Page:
Researchers have provided the first online searchable high-resolution 2D proteome of the human colon crypt to provide a tool for other proteomics researchers looking for biomarkers and drug targets.
The latest study, published in an advance article in the Journal of Proteome Research, indicates the relative order of protein abundance in human colon crypts obtained 10 to 20 cm away from the site of tumours from patients undergoing surgical resection for cancer of the rectum or sigmoid colon.
Colon cancer is the third most common type of cancer with nearly a million cases of colon cancer reported a year worldwide.
There are drugs on the market for sufferers; however patient prognosis is much better if the condition is diagnosed early - making the quest for biomarkers that could be used in a diagnostic setting particularly important.
The US researchers, led by Dr Anthony Yeung of the Fox Chase Cancer Center, believe that as the proteome coverage reaches thousands of proteins, it is essential to output the proteome maps and gene ontology in a searchable manner that can be hyperlinked to external databases - either one protein at a time or as a group of proteins.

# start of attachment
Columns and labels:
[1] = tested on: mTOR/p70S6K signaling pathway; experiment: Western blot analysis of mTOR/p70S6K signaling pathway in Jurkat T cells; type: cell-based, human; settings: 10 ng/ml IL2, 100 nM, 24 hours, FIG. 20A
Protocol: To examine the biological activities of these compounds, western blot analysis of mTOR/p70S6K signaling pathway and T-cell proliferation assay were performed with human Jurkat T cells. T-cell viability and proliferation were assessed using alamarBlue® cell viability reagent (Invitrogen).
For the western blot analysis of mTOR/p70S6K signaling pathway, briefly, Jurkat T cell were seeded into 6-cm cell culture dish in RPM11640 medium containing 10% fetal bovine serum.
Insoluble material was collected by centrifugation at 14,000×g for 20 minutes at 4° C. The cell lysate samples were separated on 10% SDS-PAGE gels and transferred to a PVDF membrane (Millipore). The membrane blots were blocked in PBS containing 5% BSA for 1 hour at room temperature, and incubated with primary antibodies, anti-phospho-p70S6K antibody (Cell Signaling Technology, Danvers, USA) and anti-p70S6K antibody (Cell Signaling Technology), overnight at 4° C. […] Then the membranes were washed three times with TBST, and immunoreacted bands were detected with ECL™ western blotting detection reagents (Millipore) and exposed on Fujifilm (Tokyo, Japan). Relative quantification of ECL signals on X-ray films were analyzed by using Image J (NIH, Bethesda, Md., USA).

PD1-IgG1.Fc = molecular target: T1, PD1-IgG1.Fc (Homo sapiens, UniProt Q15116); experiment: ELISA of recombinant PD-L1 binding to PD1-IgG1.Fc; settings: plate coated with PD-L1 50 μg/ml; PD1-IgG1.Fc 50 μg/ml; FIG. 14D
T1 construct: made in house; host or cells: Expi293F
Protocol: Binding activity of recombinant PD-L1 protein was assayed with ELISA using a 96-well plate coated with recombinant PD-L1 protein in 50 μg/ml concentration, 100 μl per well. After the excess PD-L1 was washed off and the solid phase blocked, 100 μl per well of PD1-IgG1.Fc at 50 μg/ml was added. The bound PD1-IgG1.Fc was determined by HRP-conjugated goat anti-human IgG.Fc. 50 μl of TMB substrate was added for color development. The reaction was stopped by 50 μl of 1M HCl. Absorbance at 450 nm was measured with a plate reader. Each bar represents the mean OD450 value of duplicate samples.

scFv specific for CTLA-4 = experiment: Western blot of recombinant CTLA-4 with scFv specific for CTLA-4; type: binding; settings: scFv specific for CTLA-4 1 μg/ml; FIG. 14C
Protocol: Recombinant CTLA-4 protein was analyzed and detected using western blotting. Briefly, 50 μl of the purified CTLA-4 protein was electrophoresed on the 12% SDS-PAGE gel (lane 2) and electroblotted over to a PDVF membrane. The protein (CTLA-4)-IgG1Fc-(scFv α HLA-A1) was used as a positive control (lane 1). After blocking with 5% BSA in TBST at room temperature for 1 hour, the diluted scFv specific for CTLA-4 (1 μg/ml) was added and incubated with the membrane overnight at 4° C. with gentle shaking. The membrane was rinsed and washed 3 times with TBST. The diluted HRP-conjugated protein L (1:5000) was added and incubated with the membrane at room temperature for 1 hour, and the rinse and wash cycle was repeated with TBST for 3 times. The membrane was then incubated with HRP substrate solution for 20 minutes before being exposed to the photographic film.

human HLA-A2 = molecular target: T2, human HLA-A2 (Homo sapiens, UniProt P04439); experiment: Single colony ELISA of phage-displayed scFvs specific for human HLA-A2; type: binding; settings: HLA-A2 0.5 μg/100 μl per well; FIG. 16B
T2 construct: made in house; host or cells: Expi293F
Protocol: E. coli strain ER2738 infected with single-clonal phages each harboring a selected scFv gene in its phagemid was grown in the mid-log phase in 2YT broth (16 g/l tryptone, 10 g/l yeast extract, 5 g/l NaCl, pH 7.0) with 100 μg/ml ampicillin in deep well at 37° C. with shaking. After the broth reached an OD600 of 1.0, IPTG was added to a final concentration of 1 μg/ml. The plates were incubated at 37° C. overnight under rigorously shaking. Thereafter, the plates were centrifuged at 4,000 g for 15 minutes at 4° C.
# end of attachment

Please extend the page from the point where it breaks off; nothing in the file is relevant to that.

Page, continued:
As such they have provided the data on their website to help in the search for new cancer targets and biomarkers.
The researchers feel that several previous proteomic studies of the colon have been handicapped by the inclusion of both epithelial and mesenchymal cell types and an abbreviated pH range leading to the identification of a limited number of proteins and isoforms.
They therefore ensured that their study included only epithelial cells derived from colonic crypts and used two-dimensional gel electrophoresis (2D GE) at three overlapping pH ranges (pH 4-11) to ensure as complete protein coverage as possible.
Protein samples were then identified and excised from the gels before in-gel tryptic digestion.
The digested proteins were analysed by MALDI-TOF (matrix assisted laser desorption ionisation - time of flight) mass spectrometry (MS) to yield the peptide mass fingerprints of 1695 proteins.
This allowed the identification of approximately 800 nonredundant proteins and 900 isoforms from the human colonic crypts
The researches noted that the resolution of thousands of proteins by 2D GE does have its shortcomings, with the possibility that overlapping gels of three pH ranges could inflate the number of isoforms identified for a given protein.
They also mention that any given spot may overlap with one or more proteins, with MS analysis indicating that 18 per cent of the spots contained two proteins with the more prominent protein potentially masking the protein of interest.
They suggest this problem could be overcome by using gels of narrower pH ranges or using Western blotting.